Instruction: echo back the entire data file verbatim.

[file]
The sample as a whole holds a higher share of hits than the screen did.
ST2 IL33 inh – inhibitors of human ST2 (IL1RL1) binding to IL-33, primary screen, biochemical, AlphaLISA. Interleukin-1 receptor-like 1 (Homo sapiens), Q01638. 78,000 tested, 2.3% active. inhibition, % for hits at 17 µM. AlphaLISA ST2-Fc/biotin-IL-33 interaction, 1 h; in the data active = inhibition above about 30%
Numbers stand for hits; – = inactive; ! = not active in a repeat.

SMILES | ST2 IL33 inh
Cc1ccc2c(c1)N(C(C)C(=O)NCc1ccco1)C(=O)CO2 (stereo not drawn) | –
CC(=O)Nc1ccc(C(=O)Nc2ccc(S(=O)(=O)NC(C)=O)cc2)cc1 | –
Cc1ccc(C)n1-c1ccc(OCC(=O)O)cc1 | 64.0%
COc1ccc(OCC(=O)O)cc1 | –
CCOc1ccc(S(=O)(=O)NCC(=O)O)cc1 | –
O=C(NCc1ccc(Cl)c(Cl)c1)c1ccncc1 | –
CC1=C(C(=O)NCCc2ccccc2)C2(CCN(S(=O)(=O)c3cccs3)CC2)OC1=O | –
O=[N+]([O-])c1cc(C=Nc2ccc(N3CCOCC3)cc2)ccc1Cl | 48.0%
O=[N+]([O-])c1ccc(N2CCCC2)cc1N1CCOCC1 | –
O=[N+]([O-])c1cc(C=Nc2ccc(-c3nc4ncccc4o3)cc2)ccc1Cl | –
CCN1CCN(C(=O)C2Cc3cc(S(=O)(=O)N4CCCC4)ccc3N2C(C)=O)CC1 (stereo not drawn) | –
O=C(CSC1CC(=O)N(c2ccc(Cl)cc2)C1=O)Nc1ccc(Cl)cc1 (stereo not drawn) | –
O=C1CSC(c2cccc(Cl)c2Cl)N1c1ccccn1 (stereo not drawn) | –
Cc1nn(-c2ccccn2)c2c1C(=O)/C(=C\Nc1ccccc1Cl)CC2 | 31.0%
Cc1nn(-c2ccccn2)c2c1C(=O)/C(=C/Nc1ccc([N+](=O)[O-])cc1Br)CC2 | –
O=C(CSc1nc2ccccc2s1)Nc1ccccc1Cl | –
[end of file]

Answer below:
The sample as a whole holds a higher share of hits than the screen did.
ST2 IL33 inh – inhibitors of human ST2 (IL1RL1) binding to IL-33, primary screen, biochemical, AlphaLISA. Interleukin-1 receptor-like 1 (Homo sapiens), Q01638. 78,000 tested, 2.3% active. inhibition, % for hits at 17 µM. AlphaLISA ST2-Fc/biotin-IL-33 interaction, 1 h; in the data active = inhibition above about 30%
Numbers stand for hits; – = inactive; ! = not active in a repeat.

SMILES | ST2 IL33 inh
Cc1ccc2c(c1)N(C(C)C(=O)NCc1ccco1)C(=O)CO2 (stereo not drawn) | –
CC(=O)Nc1ccc(C(=O)Nc2ccc(S(=O)(=O)NC(C)=O)cc2)cc1 | –
Cc1ccc(C)n1-c1ccc(OCC(=O)O)cc1 | 64.0%
COc1ccc(OCC(=O)O)cc1 | –
CCOc1ccc(S(=O)(=O)NCC(=O)O)cc1 | –
O=C(NCc1ccc(Cl)c(Cl)c1)c1ccncc1 | –
CC1=C(C(=O)NCCc2ccccc2)C2(CCN(S(=O)(=O)c3cccs3)CC2)OC1=O | –
O=[N+]([O-])c1cc(C=Nc2ccc(N3CCOCC3)cc2)ccc1Cl | 48.0%
O=[N+]([O-])c1ccc(N2CCCC2)cc1N1CCOCC1 | –
O=[N+]([O-])c1cc(C=Nc2ccc(-c3nc4ncccc4o3)cc2)ccc1Cl | –
CCN1CCN(C(=O)C2Cc3cc(S(=O)(=O)N4CCCC4)ccc3N2C(C)=O)CC1 (stereo not drawn) | –
O=C(CSC1CC(=O)N(c2ccc(Cl)cc2)C1=O)Nc1ccc(Cl)cc1 (stereo not drawn) | –
O=C1CSC(c2cccc(Cl)c2Cl)N1c1ccccn1 (stereo not drawn) | –
Cc1nn(-c2ccccn2)c2c1C(=O)/C(=C\Nc1ccccc1Cl)CC2 | 31.0%
Cc1nn(-c2ccccn2)c2c1C(=O)/C(=C/Nc1ccc([N+](=O)[O-])cc1Br)CC2 | –
O=C(CSc1nc2ccccc2s1)Nc1ccccc1Cl | –